Gap Week Roundup: Your gaps and what we learned

Gap Week Roundup: Your gaps and what we learned

Map of our four gaps and a selection of reader submissions. Feel free to add your own.

What a week! In addition to all our regular news and feature stories we shined a light on bikeway gaps. Places where — for maddening and often inexplicable reasons — a perfectly fine bike lane vanishes for just a few short blocks.

Because if we want to fill these bikeway gaps we must first fill the knowledge gap.

Before I share your submissions and some thoughts on this topic, I want to say thanks to our business sponsors and subscribers. We need your continued financial support to keep doing this work. If you haven’t stepped up to subscribe or to become an advertising partner, please sign up (and join 200+ fellow readers!) or drop me a line today.

Now back to our programming…

The State of the Gaps

Bike lane ends sign.jpg

SW 3rd and Stark in downtown Portland.
(Photo: J. Maus/BikePortland)

We learned quite a bit taking this closer look at bikeway gaps — not just about the specific locations we profiled, but about gaps in general.

As we discovered with the tragic death of Martin Greenough last month, many significant and dangerous gaps aren’t even reflected on official city and regional bike maps (in Greenough’s case, the gap he was hit in wasn’t even in ODOT’s inventory). This is a problem. These maps show continuous bikeways when in fact, on the ground, there are no bikeways. Metro is aware of this issue and has responded on one gap so far; but the City of Portland hasn’t responded to our requests for comment about it. Bike maps should reflect reality. Agencies need to be honest with road users so we can make informed — and safe — decisions.

Perhaps overlooking these gaps on maps is a byproduct of another thing we learned: Different types of riders experience gaps differently. Strong and confident riders can fly through a gap and never even know it’s a problem spot because it doesn’t impact their experience. But another person can bike through the same gap and feel their blood pressure rise. Others can be so scared of a gap they won’t even use the route at all.

Our story on a gap on SW Terwilliger had some people saying they hadn’t even noticed it. One reader, 2WheelBeamer, sent us a video showing how he was honked at in the gap mere minutes after our post went up!


Your Gaps

And now the moment we’ve all been waiting for: A selection of gaps as pointed out to us by you, our esteemed friends and readers. Most of them came from the excellent comment thread under our Gap Week introduction post last week. I strongly suggest all the city/county/regional agency staff bookmark or print out that page and use it for future planning reference.

We’ve also made a Google Map with our four gaps and the nine below. Feel free to add more gaps to help inform our future coverage.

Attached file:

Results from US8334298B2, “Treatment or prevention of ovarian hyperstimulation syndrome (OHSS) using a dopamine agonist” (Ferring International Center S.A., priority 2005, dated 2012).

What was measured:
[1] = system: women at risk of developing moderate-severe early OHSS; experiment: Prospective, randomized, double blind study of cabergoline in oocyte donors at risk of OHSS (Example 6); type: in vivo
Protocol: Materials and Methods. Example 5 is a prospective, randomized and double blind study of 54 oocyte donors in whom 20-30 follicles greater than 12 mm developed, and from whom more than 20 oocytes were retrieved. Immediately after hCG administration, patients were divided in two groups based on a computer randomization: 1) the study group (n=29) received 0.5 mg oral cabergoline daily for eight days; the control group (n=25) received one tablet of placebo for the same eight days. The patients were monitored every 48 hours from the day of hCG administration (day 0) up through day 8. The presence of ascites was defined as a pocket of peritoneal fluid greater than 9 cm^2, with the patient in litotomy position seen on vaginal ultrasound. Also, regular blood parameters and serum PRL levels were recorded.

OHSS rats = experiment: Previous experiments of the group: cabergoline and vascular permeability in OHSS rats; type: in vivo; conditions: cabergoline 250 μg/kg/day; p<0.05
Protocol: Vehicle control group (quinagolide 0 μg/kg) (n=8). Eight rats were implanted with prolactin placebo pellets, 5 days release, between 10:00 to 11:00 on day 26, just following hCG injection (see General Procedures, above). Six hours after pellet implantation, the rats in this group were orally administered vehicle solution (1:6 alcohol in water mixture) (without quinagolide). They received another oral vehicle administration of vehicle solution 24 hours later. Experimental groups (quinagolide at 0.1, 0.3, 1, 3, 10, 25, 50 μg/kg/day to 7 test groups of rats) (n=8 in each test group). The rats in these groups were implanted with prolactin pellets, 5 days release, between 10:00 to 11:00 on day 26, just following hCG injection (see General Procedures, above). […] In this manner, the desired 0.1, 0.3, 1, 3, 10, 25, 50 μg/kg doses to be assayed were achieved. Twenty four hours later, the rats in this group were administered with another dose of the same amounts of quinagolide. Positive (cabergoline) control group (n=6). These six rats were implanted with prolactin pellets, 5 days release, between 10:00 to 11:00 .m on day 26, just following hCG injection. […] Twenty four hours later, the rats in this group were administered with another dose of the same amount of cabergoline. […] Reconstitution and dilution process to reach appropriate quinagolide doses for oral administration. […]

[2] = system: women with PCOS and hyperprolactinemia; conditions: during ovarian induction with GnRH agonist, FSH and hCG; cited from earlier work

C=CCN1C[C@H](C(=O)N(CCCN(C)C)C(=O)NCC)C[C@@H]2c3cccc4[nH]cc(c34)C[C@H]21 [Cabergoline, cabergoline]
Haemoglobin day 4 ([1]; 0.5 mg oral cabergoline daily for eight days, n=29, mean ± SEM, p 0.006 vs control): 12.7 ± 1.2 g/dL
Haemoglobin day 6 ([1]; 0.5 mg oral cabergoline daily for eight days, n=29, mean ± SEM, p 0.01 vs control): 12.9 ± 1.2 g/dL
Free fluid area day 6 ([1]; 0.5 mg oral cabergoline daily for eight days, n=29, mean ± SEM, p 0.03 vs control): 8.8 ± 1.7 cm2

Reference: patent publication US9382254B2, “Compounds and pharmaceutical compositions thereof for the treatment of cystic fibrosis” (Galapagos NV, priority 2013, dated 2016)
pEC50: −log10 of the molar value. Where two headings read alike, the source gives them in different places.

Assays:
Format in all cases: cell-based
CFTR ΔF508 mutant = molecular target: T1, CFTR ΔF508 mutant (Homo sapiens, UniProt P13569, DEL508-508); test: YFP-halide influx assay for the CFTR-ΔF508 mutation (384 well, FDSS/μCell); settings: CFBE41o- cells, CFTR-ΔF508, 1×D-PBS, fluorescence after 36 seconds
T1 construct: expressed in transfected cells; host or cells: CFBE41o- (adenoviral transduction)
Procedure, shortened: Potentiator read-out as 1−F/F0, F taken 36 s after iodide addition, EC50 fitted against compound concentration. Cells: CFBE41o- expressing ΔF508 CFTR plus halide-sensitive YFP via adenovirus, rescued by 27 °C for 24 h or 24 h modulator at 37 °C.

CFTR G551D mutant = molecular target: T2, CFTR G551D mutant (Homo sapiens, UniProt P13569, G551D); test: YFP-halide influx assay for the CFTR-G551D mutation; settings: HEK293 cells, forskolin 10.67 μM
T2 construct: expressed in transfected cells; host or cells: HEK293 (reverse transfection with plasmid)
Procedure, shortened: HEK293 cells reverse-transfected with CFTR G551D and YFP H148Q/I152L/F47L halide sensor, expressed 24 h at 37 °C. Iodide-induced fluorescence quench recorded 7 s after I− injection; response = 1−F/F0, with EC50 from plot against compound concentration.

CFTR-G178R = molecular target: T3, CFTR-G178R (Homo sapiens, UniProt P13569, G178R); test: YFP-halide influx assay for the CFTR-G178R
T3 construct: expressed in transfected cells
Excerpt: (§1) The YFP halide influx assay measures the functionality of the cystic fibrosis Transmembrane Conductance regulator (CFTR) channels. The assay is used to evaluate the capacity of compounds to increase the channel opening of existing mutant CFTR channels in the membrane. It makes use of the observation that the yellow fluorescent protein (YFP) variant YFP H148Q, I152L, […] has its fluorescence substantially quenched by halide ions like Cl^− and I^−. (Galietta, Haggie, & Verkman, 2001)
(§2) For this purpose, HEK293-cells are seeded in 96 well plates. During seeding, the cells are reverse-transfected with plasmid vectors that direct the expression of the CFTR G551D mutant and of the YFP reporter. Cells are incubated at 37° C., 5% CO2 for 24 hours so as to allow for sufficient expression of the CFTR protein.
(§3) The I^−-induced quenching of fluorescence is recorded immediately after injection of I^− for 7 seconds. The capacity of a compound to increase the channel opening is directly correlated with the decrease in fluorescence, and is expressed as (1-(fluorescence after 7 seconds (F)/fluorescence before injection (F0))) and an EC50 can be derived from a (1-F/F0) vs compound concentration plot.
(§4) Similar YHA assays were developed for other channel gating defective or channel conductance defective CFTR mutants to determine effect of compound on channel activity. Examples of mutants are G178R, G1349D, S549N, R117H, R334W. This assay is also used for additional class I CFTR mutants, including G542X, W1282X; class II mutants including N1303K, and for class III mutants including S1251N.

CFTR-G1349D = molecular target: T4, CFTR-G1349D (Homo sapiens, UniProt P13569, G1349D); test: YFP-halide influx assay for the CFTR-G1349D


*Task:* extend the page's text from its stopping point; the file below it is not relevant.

From Alex Reed:

1) 87th & Flavel: Greenway ends, 1 block of unpaved road & short muddy path from the Springwater (Map)

2) Burnside gap in the Gresham-Fairview Trail is a real head-shaker.

From Amblyopia:

3) Woodstock bike lanes disappear for 1 block each direction @ SE 82nd, maps show continuous

“A long bike lane, punctuated by a short stretch of absolute terror.”
— Meghan Humphreys

From J.E.:

4) The most annoying, although not most dangerous, gap I’ve encountered is where the bike lanes drop off on SE 26th just south of Clinton to preserve a small number of parking spaces. The connection with the greenway is RIGHT THERE, but nope.

From Meghan Humphreys:

5) SE Woodstock, between SE 69th and 72nd. A long bike lane, punctuated by a short stretch of absolute terror.

From Chris I.:

6) NE 181st where it passes under I-84. The northbound bike lane on 181st ends at the freeway offramp, and cyclists are forced to cross two lanes of traffic that is turning onto the freeway onramp. The I-84 bike path also abruptly ends here, forcing cyclists who want to go north to either ride on the sidewalk, or attempt to turn left with the traffic exiting the freeway. Many drivers roll through the red light to turn south onto 181st, creating a major hazard.

From Social Engineer:

7) N Interstate around Rosa Parks. That has to be one of the most egregious in the entire city.

From Maccoinnich:

8) Ugh, NW 16th, where the bike lane disappears for 3 blocks between Johnson and Glisan to create an extra auto lane. What’s weird is that I can’t even work out why this happens. There no obvious reason why auto volumes along 16th would be higher south of Johnson than they are north of it. There is a right arrow marked for drivers turning onto Glisan, but it’s not even a dedicated turn lane.

From Ted Labbe:

9) NE 7th between Broadway and Weidler in front of FedEx Office. Bike lanes to the N and S but nothing in this 1 block section with busy traffic all around. And no good alternative route to cross the Lloyd District. This needs to be fixed ASAP.

Thanks again for all your feedback.

The big takeaway from this week is that there are simply way too many gaps in our bike network. To really do this topic justice we need to do Gap Year. On that note, we plan to keep writing about these gaps (and hopefully covering great work to close them by our friends at PBOT, Metro, the Bicycle Transportation Alliance, and so on) until there are no more left. It’s a big job, but we must create a safe and connected road system for bicycle users that is on par with what we offer people who drive, walk, and take transit.

— Jonathan Maus, (503) 706-8804 – jonathan@bikeportland.org

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